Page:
I had to write this for a class, so I figured I’d write it in 45 minutes 2 weeks after it was due and share it with you all (nobody).
Say just a few words of the lines of Afroman’s 2001 single “Crazy Rap” or as it is also known “Colt 45” and you will be joined by any nearby youngsters. The song was a minor hit internationally on the charts, according to Wikipedia but as I remember it my entire social group could repeat it line for line. The correlation seemed to be that if you were close to or part of the amorphous party/slacker/stoner crowd you would be exposed too if not entirely saturated with this and other songs by Afroman, no matter how white your neighborhood. The song is lighthearted and fun, also dirty and cheeky. The lyrics tell the tale of Afroman’s journey through America and philosophy on life at large through the lens of alcohol drugs and women. On the surface it is a comedy, a verse of black jokes, a verse of couplets, and then a verse in homage to the Sugar Hill Gang’s “Rappers Delight.” What might be seen as generic upon closer reading actually lends itself to broad applications to commentary on culture and the diffusion of African Americans at large.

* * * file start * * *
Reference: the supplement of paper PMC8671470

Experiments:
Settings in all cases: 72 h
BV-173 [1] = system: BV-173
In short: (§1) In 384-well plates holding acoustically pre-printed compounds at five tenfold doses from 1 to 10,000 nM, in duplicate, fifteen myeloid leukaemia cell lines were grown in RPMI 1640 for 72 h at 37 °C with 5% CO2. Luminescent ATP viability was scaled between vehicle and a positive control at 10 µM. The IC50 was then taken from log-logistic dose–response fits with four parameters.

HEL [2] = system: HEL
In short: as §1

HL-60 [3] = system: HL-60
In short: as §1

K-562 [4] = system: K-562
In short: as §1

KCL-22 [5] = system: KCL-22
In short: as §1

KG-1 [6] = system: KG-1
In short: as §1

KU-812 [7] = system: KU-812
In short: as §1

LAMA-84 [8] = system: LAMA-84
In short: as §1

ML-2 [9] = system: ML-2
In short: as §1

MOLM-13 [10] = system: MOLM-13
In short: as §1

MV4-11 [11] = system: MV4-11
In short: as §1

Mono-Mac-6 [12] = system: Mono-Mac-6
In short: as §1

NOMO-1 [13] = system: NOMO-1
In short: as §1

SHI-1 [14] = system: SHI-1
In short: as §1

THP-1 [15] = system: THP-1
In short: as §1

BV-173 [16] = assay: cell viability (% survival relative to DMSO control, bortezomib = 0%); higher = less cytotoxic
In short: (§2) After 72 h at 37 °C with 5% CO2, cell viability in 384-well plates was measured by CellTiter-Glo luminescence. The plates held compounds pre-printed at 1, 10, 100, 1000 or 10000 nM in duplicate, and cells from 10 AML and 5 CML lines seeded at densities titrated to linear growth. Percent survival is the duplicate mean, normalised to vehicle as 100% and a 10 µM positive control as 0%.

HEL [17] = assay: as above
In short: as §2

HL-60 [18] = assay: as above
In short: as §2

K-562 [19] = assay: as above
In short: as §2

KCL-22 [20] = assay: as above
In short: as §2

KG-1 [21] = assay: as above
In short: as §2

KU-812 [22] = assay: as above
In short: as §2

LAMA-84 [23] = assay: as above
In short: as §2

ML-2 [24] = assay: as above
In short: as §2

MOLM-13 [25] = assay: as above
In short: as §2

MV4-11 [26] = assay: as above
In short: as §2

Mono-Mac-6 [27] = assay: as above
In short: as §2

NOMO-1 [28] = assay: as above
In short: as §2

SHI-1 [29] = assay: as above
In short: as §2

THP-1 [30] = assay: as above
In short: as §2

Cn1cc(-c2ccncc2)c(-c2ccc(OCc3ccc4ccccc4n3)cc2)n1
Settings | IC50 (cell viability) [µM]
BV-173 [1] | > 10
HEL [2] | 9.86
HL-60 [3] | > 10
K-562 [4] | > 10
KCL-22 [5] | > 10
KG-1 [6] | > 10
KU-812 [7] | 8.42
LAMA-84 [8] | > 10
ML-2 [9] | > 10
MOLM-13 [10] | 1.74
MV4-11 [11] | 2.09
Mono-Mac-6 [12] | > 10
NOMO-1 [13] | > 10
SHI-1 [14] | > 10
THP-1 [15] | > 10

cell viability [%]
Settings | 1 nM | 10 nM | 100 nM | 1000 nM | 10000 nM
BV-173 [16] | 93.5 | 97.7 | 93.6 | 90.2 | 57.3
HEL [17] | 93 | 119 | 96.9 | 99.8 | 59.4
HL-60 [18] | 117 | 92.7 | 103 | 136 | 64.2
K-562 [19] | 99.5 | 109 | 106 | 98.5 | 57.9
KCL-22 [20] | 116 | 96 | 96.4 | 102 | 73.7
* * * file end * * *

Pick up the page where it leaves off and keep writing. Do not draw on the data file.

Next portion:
Take the rappers name for instance, “Afroman” while this may seem like some generic black superhero we will consider in this paper that what he is trying to achieve through his generic name and lyrics is not to detail his own exploits solely but rather to be an “everyman” of African descent. The song starts with a joke, and laughter from a small crowd. He then begins his story in a rap, rhythmic oral telling suits his style and lends itself to my interpretation that he is representing all of black culture and building on the largely oral African tradition. He wastes no time getting into the song “Said colt 45 and two zigzags baby that’s all we need” he may be seen as a bit reductive at this point of the “we” is understood to mean “we African Americans” but none the less the idea here is that his culture is able to thrive with very little, and able to be expressive attractive and fun despite lacking material goods. It is this skill of going without or making due that enables him and his culture to “Sell tapes from here to Hong Kong” or rather to create universally appealing ideas and art, which in turn support his lifestyle.